The subject matter, which is regarded as the invention, is particularly pointed out and distinctly claimed in the concluding portion of the specification. The invention, however, both as to organization and method of practice, together with further objects and advantages thereof, may best be understood by reference to the following description, taken in connection with the accompanying drawings, in which:
FIG. 1 is an elevational drawing in cross section showing a prior art vertical pin probing device, together with portions of a printed circuit test board and wired interface and portions of a silicon wafer and chuck support,
FIG. 2 is an enlarged side elevational view in cross section showing details of the vertical pin probing device construction for two probe pins,
FIG. 3 is an enlarged side elevational view in cross section similar to FIG. 2, illustrating one modification of the present invention,
FIG. 4 is an enlarged side elevational view in cross section similar to FIG. 2, illustrating another modification of the invention,
FIG. 5 is an enlarged side elevational view in cross section similar to FIG. 2, illustrating still another modification of the invention,
FIG. 6 is an enlarged side elevational view in cross section similar to FIG. 2, illustrating yet another modification of the invention, and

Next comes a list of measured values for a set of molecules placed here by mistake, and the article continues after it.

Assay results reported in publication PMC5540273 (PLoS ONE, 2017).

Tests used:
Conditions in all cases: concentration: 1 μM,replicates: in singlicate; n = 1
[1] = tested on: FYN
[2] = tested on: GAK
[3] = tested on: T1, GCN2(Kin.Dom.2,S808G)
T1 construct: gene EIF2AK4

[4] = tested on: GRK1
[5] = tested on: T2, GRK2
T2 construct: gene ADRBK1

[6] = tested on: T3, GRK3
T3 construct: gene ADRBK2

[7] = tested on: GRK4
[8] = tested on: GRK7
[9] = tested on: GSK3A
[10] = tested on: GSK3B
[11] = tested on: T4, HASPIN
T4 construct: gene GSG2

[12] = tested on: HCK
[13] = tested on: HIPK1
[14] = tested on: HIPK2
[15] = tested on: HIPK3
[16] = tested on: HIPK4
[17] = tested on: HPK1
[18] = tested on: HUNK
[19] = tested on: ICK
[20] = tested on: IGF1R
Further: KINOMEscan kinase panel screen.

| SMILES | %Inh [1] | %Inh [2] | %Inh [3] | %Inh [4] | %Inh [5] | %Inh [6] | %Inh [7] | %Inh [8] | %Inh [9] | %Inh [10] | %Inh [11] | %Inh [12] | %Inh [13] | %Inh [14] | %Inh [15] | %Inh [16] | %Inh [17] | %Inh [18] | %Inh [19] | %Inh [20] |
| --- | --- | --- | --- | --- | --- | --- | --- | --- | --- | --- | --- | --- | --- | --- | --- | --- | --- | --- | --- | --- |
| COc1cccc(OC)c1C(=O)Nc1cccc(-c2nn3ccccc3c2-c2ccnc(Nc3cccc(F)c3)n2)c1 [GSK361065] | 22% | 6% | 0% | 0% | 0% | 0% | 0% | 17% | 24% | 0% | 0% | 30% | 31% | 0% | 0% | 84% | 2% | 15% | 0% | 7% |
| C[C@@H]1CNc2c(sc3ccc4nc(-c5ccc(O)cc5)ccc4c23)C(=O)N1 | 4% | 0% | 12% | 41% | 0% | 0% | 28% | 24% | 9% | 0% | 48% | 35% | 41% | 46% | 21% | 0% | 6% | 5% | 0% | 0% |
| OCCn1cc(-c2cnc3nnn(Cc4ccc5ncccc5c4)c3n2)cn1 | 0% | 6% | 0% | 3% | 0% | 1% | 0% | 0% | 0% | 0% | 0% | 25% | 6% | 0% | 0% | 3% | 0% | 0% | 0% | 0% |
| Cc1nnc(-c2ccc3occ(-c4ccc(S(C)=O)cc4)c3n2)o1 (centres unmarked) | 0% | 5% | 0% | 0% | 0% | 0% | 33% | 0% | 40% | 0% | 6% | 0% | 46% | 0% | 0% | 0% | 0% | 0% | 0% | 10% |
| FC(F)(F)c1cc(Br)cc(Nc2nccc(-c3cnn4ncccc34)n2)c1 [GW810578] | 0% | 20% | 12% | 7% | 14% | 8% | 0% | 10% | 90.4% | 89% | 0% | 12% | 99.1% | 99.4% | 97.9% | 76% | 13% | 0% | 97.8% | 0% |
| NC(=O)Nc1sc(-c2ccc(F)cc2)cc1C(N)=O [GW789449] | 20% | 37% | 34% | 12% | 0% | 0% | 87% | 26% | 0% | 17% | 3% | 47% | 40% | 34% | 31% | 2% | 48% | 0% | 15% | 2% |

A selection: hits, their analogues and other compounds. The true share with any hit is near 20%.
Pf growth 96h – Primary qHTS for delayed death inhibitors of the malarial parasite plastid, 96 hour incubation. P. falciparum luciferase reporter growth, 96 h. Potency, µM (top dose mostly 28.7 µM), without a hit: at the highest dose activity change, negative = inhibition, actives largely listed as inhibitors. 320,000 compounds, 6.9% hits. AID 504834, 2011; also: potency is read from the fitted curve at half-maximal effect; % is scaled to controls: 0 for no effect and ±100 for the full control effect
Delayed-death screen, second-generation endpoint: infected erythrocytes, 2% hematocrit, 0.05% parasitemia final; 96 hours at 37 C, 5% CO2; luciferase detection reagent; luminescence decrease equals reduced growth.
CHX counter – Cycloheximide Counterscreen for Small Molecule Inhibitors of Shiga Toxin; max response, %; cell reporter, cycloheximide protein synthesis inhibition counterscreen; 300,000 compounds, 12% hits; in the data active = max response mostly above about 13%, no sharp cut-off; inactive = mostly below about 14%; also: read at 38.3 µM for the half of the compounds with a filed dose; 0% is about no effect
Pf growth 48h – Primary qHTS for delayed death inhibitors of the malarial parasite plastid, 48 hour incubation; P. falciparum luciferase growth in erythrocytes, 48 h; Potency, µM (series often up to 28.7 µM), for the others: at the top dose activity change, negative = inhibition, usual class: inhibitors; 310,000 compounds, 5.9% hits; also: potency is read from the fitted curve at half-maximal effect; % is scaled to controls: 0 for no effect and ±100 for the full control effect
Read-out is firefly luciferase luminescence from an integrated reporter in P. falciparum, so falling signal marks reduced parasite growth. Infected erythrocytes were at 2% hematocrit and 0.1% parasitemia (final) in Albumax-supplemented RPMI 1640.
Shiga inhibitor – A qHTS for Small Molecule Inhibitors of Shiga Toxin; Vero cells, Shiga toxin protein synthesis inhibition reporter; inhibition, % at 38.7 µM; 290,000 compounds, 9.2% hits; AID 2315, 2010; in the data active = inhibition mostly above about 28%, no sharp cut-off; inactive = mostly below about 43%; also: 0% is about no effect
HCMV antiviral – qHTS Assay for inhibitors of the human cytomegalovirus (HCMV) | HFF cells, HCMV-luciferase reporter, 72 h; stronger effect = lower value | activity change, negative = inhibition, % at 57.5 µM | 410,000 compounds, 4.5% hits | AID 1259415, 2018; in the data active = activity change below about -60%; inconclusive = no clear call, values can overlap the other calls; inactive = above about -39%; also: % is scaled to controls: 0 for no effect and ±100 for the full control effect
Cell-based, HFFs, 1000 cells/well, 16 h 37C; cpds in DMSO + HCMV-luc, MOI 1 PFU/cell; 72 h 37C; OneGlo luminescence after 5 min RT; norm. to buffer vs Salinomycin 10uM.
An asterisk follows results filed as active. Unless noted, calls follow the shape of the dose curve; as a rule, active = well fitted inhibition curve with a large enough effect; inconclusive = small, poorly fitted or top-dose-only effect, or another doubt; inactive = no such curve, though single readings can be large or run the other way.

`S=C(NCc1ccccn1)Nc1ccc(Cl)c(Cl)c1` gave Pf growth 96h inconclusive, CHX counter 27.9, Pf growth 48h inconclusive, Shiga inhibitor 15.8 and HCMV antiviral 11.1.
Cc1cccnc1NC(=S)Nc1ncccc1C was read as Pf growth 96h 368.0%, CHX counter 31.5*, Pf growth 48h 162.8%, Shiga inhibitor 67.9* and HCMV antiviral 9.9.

FIG. 7 is a greatly enlarged partial side elevational view in cross section illustrating a preferred embodiment using metal foils.
Before describing the improvements of the present invention, reference should be made to FIGS. 1 and 2 of the drawing illustrating a prior art vertical pin probing device used with an interconnecting device called a “space transformer” and a printed circuit board. The simplified view of FIG. 1 illustrates a prior art construction. A printed circuit test board 10 sometimes called a “probe card” includes conductive traces 12 which are connected in test circuit relationship to integrated circuit test equipment (not shown). In practice, the traces 12 lead to “pogo pads” on the printed circuit board, to which the external test equipment leads are connected in a prescribed test. An integrated circuit 14 or other device under test is supported on a movable chuck 16. Integrated circuit 14 typically has a pattern or matrix of contact pads to be simultaneously probed by a vertical-pin integrated circuit probing device 18, such as the COBRA® probe head sold by Wentworth Laboratories. Probing device 18 includes a lower die 20 with a group of holes 21 and upper die 22 with a group of holes 23 separated by a spacer 24 and carrying multiple vertical pin probes 26, 28. The die materials are typically made of a plastic insulating material such as Delrin®, an acetal resin manufactured by E.I. duPont de Nemours & Co.